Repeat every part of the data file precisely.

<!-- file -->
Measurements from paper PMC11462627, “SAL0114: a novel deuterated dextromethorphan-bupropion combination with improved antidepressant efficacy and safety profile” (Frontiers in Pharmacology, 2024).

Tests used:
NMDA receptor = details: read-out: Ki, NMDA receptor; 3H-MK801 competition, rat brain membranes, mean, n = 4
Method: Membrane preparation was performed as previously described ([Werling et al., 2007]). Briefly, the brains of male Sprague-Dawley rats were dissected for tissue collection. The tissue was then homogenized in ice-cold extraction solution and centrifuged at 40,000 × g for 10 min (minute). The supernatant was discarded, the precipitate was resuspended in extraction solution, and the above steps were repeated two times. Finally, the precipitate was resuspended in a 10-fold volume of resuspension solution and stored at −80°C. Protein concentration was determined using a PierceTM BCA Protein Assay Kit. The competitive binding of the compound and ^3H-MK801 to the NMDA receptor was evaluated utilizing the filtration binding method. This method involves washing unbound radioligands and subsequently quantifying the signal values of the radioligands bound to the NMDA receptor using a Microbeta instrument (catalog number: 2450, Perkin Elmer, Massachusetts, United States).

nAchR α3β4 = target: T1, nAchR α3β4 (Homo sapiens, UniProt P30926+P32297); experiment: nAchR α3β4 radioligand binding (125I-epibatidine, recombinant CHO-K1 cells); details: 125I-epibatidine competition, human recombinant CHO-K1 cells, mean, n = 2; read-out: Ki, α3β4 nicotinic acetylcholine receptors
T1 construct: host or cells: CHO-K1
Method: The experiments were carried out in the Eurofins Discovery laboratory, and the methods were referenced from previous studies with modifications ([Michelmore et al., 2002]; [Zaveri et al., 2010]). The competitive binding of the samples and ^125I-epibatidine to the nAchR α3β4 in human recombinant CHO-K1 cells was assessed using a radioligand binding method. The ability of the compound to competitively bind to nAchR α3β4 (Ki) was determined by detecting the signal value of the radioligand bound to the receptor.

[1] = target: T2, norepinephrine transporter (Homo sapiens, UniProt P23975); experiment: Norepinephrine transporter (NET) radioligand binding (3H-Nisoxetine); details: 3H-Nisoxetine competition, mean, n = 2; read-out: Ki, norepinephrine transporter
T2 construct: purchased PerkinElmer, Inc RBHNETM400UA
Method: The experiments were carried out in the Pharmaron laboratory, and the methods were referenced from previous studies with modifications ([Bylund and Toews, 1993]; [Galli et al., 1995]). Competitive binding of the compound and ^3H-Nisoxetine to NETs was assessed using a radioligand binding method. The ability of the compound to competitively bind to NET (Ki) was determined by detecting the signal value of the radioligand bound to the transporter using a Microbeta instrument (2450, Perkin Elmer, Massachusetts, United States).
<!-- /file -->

Measurements from paper PMC11462627, “SAL0114: a novel deuterated dextromethorphan-bupropion combination with improved antidepressant efficacy and safety profile” (Frontiers in Pharmacology, 2024).

Tests used:
NMDA receptor = details: read-out: Ki, NMDA receptor; 3H-MK801 competition, rat brain membranes, mean, n = 4
Method: Membrane preparation was performed as previously described ([Werling et al., 2007]). Briefly, the brains of male Sprague-Dawley rats were dissected for tissue collection. The tissue was then homogenized in ice-cold extraction solution and centrifuged at 40,000 × g for 10 min (minute). The supernatant was discarded, the precipitate was resuspended in extraction solution, and the above steps were repeated two times. Finally, the precipitate was resuspended in a 10-fold volume of resuspension solution and stored at −80°C. Protein concentration was determined using a PierceTM BCA Protein Assay Kit. The competitive binding of the compound and ^3H-MK801 to the NMDA receptor was evaluated utilizing the filtration binding method. This method involves washing unbound radioligands and subsequently quantifying the signal values of the radioligands bound to the NMDA receptor using a Microbeta instrument (catalog number: 2450, Perkin Elmer, Massachusetts, United States).

nAchR α3β4 = target: T1, nAchR α3β4 (Homo sapiens, UniProt P30926+P32297); experiment: nAchR α3β4 radioligand binding (125I-epibatidine, recombinant CHO-K1 cells); details: 125I-epibatidine competition, human recombinant CHO-K1 cells, mean, n = 2; read-out: Ki, α3β4 nicotinic acetylcholine receptors
T1 construct: host or cells: CHO-K1
Method: The experiments were carried out in the Eurofins Discovery laboratory, and the methods were referenced from previous studies with modifications ([Michelmore et al., 2002]; [Zaveri et al., 2010]). The competitive binding of the samples and ^125I-epibatidine to the nAchR α3β4 in human recombinant CHO-K1 cells was assessed using a radioligand binding method. The ability of the compound to competitively bind to nAchR α3β4 (Ki) was determined by detecting the signal value of the radioligand bound to the receptor.

[1] = target: T2, norepinephrine transporter (Homo sapiens, UniProt P23975); experiment: Norepinephrine transporter (NET) radioligand binding (3H-Nisoxetine); details: 3H-Nisoxetine competition, mean, n = 2; read-out: Ki, norepinephrine transporter
T2 construct: purchased PerkinElmer, Inc RBHNETM400UA
Method: The experiments were carried out in the Pharmaron laboratory, and the methods were referenced from previous studies with modifications ([Bylund and Toews, 1993]; [Galli et al., 1995]). Competitive binding of the compound and ^3H-Nisoxetine to NETs was assessed using a radioligand binding method. The ability of the compound to competitively bind to NET (Ki) was determined by detecting the signal value of the radioligand bound to the transporter using a Microbeta instrument (2450, Perkin Elmer, Massachusetts, United States).